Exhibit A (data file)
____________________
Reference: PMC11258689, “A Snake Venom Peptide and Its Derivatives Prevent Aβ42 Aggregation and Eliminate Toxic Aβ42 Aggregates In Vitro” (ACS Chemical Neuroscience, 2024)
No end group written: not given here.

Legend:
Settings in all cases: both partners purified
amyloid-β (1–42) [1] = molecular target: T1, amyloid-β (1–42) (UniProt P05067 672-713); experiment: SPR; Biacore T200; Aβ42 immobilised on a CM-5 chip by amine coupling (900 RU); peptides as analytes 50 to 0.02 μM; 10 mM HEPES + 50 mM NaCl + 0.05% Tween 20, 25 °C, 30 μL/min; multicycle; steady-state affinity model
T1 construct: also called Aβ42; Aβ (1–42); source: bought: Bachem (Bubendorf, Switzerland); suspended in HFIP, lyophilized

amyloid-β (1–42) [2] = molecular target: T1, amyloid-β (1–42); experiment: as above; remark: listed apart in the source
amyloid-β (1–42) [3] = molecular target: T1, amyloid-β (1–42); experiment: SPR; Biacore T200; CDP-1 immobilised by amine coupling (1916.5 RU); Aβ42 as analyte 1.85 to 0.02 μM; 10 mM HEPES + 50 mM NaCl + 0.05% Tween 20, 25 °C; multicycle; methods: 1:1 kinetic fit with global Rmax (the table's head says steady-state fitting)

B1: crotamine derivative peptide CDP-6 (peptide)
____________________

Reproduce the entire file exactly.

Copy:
Reference: PMC11258689, “A Snake Venom Peptide and Its Derivatives Prevent Aβ42 Aggregation and Eliminate Toxic Aβ42 Aggregates In Vitro” (ACS Chemical Neuroscience, 2024)
No end group written: not given here.

Legend:
Settings in all cases: both partners purified
amyloid-β (1–42) [1] = molecular target: T1, amyloid-β (1–42) (UniProt P05067 672-713); experiment: SPR; Biacore T200; Aβ42 immobilised on a CM-5 chip by amine coupling (900 RU); peptides as analytes 50 to 0.02 μM; 10 mM HEPES + 50 mM NaCl + 0.05% Tween 20, 25 °C, 30 μL/min; multicycle; steady-state affinity model
T1 construct: also called Aβ42; Aβ (1–42); source: bought: Bachem (Bubendorf, Switzerland); suspended in HFIP, lyophilized

amyloid-β (1–42) [2] = molecular target: T1, amyloid-β (1–42); experiment: as above; remark: listed apart in the source
amyloid-β (1–42) [3] = molecular target: T1, amyloid-β (1–42); experiment: SPR; Biacore T200; CDP-1 immobilised by amine coupling (1916.5 RU); Aβ42 as analyte 1.85 to 0.02 μM; 10 mM HEPES + 50 mM NaCl + 0.05% Tween 20, 25 °C; multicycle; methods: 1:1 kinetic fit with global Rmax (the table's head says steady-state fitting)

B1: crotamine derivative peptide CDP-6 (peptide)